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Wayne Post
Who is this 'Iron Belle'?
Help! My dog is afraid of thunder and fireworks!
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About this blog
By Kerry M. Davis
Hey there, my name is Kerry (that’s me in the picture up there) glad you are here. I have been a health nut for a while but never truly realized my passion for it until a few years ago. I have been a massage therapist for over ten years and known ...
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Chronicles of an Iron Belle
Hey there, my name is Kerry (that’s me in the picture up there) glad you are here. I have been a health nut for a while but never truly realized my passion for it until a few years ago. I have been a massage therapist for over ten years and known for my ability to ‘torture’ people. The CIA wasn’t hiring so I pursued an Infant Massage Therapy certification in an attempt to figure out when things start going awry as we develop and stopping them before they cause trouble when we are adults. Person after person would come to me seeking relief from their pain and all I could do was iron it out with a massage, the rest of the work was up to them and I soon found that not too many go to the gym and know what to do or have a personal trainer who gives them a good program. A major contributor to this issue is the lack of communication from the client to the professional out of ignorance of their own body all because we are so busy with the other demands of life to even listen to what our body is telling us. This blog will give you that understanding.

All that background stuff brought me to today: a certified personal trainer who LOVES kettlebell training (my fave move is the Turkish Get Up), loves running, and loves acting like a kid (I have three!). I hope you enjoy the journey with me as we tackle understanding our bodies and how to get the most of your time at the gym, beat injury, figure out what muscles are doing what, and have a few laughs along the way. Understand that I am a massage therapist and personal trainer, not a medical doctor so the advice I share here is strictly that: advice. To see the kind of work I do (with my hunk of a hubby) click here.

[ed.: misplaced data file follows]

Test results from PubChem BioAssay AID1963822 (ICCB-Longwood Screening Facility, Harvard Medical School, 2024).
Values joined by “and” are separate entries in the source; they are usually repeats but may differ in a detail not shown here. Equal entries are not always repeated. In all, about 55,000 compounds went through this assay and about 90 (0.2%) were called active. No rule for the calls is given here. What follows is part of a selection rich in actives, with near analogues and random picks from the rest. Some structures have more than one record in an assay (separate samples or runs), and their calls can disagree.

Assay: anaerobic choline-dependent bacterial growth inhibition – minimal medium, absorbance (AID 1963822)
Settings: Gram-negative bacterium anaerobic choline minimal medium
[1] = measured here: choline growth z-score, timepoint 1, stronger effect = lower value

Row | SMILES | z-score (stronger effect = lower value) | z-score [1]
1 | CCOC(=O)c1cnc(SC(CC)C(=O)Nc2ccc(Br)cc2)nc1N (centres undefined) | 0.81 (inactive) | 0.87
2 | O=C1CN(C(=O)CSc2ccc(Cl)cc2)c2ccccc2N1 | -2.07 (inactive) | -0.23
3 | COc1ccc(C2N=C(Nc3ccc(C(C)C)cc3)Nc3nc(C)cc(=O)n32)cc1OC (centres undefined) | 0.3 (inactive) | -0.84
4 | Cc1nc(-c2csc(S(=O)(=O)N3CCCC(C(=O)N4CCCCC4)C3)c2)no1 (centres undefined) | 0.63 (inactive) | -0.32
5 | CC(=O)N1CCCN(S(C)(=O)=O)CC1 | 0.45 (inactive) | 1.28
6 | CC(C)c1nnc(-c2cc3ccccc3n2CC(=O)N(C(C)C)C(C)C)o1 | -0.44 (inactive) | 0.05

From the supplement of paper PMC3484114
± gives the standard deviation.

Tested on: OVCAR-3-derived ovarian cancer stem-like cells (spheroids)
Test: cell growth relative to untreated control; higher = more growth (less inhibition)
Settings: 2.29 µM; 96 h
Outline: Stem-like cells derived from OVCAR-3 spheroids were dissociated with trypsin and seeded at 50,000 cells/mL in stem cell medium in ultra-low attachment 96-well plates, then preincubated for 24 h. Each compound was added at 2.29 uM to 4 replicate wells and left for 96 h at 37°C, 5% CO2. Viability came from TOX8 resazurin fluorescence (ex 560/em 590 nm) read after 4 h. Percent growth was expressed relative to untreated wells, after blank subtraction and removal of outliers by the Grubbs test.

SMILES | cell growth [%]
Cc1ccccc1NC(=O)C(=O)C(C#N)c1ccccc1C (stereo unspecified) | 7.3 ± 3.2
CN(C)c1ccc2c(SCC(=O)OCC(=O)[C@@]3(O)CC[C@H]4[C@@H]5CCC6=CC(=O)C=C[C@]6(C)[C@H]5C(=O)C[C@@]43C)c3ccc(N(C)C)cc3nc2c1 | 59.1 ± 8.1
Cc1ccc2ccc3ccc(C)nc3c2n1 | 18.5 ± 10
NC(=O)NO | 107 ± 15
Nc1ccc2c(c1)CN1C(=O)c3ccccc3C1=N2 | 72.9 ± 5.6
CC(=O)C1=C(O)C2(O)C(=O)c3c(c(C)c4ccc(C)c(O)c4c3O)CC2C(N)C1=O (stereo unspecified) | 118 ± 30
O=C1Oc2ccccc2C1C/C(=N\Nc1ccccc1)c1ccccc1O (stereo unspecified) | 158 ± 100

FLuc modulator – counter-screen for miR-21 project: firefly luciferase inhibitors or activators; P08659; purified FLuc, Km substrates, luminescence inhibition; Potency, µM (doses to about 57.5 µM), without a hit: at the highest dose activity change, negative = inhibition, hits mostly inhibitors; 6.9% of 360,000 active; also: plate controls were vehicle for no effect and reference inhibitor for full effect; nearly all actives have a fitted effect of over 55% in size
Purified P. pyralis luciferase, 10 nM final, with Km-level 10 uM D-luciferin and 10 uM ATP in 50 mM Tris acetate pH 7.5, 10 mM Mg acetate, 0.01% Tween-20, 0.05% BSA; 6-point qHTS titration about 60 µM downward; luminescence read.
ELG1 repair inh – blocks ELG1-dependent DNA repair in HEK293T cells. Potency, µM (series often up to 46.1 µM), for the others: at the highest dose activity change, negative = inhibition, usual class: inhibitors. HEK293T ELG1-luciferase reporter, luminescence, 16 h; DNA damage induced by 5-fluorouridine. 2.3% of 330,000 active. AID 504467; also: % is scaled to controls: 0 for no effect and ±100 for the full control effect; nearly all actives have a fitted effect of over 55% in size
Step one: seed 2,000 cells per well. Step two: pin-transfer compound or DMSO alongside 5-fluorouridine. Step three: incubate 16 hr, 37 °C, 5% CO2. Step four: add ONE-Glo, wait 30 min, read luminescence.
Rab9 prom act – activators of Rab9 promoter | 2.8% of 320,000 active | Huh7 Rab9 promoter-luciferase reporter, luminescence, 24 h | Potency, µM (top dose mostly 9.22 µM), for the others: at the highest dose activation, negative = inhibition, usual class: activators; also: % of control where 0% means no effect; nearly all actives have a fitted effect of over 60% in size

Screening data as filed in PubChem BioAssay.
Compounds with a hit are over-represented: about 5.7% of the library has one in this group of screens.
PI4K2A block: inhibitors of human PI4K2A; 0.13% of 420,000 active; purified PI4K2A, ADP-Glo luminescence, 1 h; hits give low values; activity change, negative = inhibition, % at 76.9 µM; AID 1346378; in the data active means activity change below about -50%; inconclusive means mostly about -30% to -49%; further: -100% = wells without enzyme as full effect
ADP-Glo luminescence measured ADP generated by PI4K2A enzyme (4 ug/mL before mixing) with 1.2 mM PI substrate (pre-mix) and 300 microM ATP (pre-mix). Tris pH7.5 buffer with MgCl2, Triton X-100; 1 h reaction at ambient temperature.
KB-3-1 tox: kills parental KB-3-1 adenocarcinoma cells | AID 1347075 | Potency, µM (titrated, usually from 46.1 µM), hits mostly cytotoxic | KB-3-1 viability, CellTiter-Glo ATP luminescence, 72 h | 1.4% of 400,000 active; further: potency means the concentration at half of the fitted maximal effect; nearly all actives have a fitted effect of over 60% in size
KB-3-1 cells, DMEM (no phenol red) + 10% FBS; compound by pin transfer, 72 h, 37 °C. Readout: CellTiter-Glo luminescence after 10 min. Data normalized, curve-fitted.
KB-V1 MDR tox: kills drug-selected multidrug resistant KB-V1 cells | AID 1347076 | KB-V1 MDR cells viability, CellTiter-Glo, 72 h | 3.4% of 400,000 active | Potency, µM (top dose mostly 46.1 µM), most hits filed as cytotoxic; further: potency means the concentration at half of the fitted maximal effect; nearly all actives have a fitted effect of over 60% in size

Please drop me a line though, I would love to hear all about you!

Take care,

Kerry M. Davis LMT, CIMT, CPT
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By Palmyra Animal Hospital
June 28, 2012 12:01 a.m.


As July Fourth approaches and thunderstorms are bound to hit, many pet owners need help with their dog’s noise phobia. Among our pooches, this is a common problem that can cause them to hide, try to escape, vocalize, pant, pace, tremble and even have an “accident” indoors. Behaviors will often vary, but once a phobia of loud noises has been recognized, environmental and behavioral changes or drugs and pheromones can help to reduce or eliminate this fear. 


 


Behavioral modification means retraining the dog to reduce his or her fear of storms and it can often involve diverting your pet’s attention. You could do this by playing audio tapes to gradually train the dog to accept the sounds associated with thunder or by engaging in activities such as fetch or sit and stay. Rewarding the dog’s appropriate response with petting or soothing can reinforce that negative behavior and can increase the dog’s anxiety.  


 


You could also consider changing the dog’s environment. For this method, your dog can be placed in a darkened, windowless room with music or white noise playing. If you do this, it is important to still keep an eye on the dog to ensure he doesn’t unintentionally do harm to himself because of his anxiousness.


 


Additionally, certain drugs, depending on the dog’s age and health, can help anxious pets. It is best to consult your veterinarian to learn which choice is the best fit. Some options include anti-anxiety medications as well as Pheromones, which are chemicals produced in small amounts that only a particular species can detect but that have a calming effect on the dog.


 


With the right combination of therapies, this frustrating phobia can be managed. Of course, it is best to talk about this concern with your veterinarian, who will be familiar with your dog’s specific health and history.


 


Have a safe and happy Independence Day!

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